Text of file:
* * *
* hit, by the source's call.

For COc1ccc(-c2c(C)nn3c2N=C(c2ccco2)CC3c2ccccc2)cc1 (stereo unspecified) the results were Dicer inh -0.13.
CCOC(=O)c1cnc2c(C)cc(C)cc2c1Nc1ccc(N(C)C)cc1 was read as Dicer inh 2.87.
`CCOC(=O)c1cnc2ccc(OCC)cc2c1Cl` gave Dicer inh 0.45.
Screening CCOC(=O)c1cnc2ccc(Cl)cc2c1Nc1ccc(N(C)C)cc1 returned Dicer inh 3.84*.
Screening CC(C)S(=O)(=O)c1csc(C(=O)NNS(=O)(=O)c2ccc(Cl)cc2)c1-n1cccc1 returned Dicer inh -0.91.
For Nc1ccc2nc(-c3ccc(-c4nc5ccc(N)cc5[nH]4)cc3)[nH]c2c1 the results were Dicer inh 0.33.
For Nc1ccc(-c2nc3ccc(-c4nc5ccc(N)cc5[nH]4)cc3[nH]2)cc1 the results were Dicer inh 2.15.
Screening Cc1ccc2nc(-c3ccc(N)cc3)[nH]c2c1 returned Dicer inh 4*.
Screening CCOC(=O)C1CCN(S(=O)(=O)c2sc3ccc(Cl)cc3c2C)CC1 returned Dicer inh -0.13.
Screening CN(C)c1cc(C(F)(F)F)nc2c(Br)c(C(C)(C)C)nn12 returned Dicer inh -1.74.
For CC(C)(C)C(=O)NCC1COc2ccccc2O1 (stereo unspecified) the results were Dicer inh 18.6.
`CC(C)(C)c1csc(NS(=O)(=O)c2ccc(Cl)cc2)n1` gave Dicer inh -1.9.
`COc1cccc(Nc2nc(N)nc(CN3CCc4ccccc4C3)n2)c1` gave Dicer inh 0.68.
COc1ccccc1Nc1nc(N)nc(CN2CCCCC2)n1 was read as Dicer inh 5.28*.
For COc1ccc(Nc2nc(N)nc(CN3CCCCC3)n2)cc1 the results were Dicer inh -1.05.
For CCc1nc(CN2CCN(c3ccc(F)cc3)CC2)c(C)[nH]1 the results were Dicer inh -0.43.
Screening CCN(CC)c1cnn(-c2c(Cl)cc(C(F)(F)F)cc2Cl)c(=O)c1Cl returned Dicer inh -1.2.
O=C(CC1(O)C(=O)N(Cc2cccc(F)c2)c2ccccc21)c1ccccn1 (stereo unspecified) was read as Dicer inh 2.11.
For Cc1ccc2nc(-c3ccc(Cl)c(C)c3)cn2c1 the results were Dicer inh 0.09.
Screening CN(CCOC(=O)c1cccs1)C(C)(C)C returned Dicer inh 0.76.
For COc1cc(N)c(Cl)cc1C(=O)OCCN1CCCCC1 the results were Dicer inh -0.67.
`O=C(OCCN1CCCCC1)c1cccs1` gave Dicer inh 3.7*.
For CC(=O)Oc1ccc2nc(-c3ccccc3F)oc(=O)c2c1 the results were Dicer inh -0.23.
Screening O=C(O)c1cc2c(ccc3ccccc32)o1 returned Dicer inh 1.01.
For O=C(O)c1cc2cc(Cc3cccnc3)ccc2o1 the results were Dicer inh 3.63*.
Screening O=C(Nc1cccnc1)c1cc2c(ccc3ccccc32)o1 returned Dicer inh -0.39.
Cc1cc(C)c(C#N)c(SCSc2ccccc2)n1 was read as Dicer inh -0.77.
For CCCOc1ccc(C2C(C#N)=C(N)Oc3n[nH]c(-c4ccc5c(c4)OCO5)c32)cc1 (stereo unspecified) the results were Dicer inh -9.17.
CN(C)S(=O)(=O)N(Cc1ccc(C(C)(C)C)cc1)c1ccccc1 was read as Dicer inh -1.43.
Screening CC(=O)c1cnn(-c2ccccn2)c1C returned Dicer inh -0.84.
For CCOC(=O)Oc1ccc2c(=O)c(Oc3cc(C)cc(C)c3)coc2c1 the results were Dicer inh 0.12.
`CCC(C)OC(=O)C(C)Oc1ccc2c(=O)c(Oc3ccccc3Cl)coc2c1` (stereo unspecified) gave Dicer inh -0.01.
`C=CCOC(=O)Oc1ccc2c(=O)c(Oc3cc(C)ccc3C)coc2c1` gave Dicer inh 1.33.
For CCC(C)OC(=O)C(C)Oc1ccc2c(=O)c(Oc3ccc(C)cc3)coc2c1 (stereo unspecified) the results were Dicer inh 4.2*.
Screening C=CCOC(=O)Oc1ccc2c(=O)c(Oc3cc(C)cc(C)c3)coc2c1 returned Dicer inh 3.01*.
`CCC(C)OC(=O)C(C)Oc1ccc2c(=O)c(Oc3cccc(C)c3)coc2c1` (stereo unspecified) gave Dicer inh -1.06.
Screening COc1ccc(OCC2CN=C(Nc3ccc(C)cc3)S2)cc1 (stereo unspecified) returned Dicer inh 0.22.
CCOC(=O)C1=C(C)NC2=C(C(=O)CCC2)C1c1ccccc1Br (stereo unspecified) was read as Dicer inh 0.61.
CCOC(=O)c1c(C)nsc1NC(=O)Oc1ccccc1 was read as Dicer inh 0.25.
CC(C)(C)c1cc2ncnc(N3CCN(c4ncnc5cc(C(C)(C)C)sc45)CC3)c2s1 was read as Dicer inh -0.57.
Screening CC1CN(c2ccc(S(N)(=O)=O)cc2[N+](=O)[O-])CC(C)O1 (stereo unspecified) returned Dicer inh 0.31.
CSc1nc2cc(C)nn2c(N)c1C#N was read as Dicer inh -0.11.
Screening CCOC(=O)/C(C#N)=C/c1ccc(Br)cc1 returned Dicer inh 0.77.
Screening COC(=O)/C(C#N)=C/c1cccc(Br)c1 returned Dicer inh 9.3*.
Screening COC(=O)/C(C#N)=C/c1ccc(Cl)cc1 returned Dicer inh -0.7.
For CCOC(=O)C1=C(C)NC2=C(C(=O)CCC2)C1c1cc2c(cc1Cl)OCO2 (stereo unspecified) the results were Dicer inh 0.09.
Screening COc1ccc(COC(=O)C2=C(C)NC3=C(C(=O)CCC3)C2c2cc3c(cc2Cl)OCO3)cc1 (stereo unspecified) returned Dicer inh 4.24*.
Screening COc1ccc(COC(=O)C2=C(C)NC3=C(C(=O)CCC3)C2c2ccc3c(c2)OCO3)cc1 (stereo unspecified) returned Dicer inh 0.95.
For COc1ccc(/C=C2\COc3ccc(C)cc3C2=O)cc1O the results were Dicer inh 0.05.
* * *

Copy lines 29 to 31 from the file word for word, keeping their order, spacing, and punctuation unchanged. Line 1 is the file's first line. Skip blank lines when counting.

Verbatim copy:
For CCCOc1ccc(C2C(C#N)=C(N)Oc3n[nH]c(-c4ccc5c(c4)OCO5)c32)cc1 (stereo unspecified) the results were Dicer inh -9.17.
CN(C)S(=O)(=O)N(Cc1ccc(C(C)(C)C)cc1)c1ccccc1 was read as Dicer inh -1.43.
Screening CC(=O)c1cnn(-c2ccccn2)c1C returned Dicer inh -0.84.